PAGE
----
Splintered - A. G. Howard
This stunning debut captures the grotesque madness of a mystical under-land, as well as a girl’s pangs of first love and independence. Alyssa Gardner hears the whispers of bugs and flowers—precisely the affliction that landed her mother in a mental hospital years before. This family curse stretches back to her ancestor Alice Liddell, the real-life inspiration for Lewis Carroll’s Alice’s Adventures in Wonderland. Alyssa might be crazy, but she manages to keep it together. For now.
When her mother’s mental health takes a turn for the worse, Alyssa learns that what she thought was fiction is based in terrifying reality. The real Wonderland is a place far darker and more twisted than Lewis Carroll ever let on. There, Alyssa must pass a series of tests, including draining an ocean of Alice’s tears, waking the slumbering tea party, and subduing a vicious bandersnatch, to fix Alice’s mistakes and save her family. She must also decide whom to trust: Jeb, her gorgeous best friend and secret crush, or the sexy but suspicious Morpheus, her guide through Wonderland, who may have dark motives of his own.
This was such a bizarre little book. A. G. Howard definitely succeeded in creating a wholly original and creative re-working of the Alice in Wonderland tale. It is dark, grotesque, creates a sense of unease but so completely compelling and beautiful that I couldn't dislike it. Splintered follows the path of Alyssa, a descendent of the real Alice, as she attempts to combat Wonderland and to her free her mother from her own personal hell in the asylum. With brilliant prose, Howard takes the reader on an exciting and enthralling journey of love, loss and insanity as we delve deeper into Wonderland. This book leaves you feeling deeply unsettled but incredibly satisfied; I'm really looking forward to Unhinged.
Alyssa was a well-developed and incredibly likeable character. It was great that she wasn't a full blown 'goody' and that she had a darker side to herself. She is a character that you cannot help but sympathise with and to just hope that everything turns out fine for her in the end. Her flaws make her such a very real character and it's great to watch her development through the novel. I loved her dryness, her truly heartfelt emotions and her strong will to help her mother in any way that she can, regardless of her own safety. Although this novel contains a kind of love triangle, it isn't painful to read and it probably isn't even enough to call it a love triangle.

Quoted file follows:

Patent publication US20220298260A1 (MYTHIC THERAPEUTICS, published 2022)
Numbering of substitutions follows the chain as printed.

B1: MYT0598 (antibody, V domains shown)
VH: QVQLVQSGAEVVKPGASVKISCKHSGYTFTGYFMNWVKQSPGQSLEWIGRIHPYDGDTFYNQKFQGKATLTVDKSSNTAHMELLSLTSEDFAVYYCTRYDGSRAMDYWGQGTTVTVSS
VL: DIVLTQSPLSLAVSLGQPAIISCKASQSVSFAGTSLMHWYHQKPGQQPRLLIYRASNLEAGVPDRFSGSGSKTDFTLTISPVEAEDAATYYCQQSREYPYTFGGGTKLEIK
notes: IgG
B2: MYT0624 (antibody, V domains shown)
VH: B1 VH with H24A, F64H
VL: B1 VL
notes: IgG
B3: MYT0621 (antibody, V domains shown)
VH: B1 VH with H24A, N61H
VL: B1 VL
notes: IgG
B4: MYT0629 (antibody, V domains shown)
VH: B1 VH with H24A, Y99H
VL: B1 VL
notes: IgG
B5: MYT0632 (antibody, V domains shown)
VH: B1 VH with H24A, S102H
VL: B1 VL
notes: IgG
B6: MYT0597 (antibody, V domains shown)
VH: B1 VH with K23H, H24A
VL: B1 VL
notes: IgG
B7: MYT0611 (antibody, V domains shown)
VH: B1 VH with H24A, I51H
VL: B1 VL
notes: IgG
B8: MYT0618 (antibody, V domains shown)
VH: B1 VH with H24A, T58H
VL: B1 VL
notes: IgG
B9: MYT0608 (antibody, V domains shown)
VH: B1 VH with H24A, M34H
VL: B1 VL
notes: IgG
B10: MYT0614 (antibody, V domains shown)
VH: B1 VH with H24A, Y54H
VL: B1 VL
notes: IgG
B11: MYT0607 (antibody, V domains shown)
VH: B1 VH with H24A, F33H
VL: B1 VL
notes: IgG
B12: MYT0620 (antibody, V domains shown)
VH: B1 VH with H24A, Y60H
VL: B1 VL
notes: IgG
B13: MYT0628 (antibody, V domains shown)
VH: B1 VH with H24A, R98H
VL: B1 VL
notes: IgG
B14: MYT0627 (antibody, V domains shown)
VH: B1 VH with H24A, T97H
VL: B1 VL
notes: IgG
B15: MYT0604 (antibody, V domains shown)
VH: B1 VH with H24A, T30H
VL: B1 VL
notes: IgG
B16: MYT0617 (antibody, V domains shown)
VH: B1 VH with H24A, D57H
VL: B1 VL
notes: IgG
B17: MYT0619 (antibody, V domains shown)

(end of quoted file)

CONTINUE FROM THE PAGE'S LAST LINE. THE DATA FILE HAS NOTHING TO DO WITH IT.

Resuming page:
The relationships developed were complex and entirely believable. Morpheus is a character that I cannot like, and I feel like I'm the only one saying this! His character is beautifully developed and his relationship with Alice definitely makes for an interesting read. However, I really do not like him. Nope. No way. Saying this, I am definitely looking forward to seeing how things develop between all of the characters in the next book. They were captivating and incredibly life-like, the images of them in my head are so clear and that is something I absolutely love about a good book.
I loved the use of Lewis Carroll's own Alice in Wonderland in the novel too. I loved how different lines now hold different meanings, and I definitely feel that A. G. Howard excelled in her creation of this entirely bizarre world. I loved the way she wrote her prose when in Wonderland and I absolutely loved the Tea Party scene again! The aura of madness and insanity was brilliant, I really cannot wait to read the next book.
Classics Retold 2/6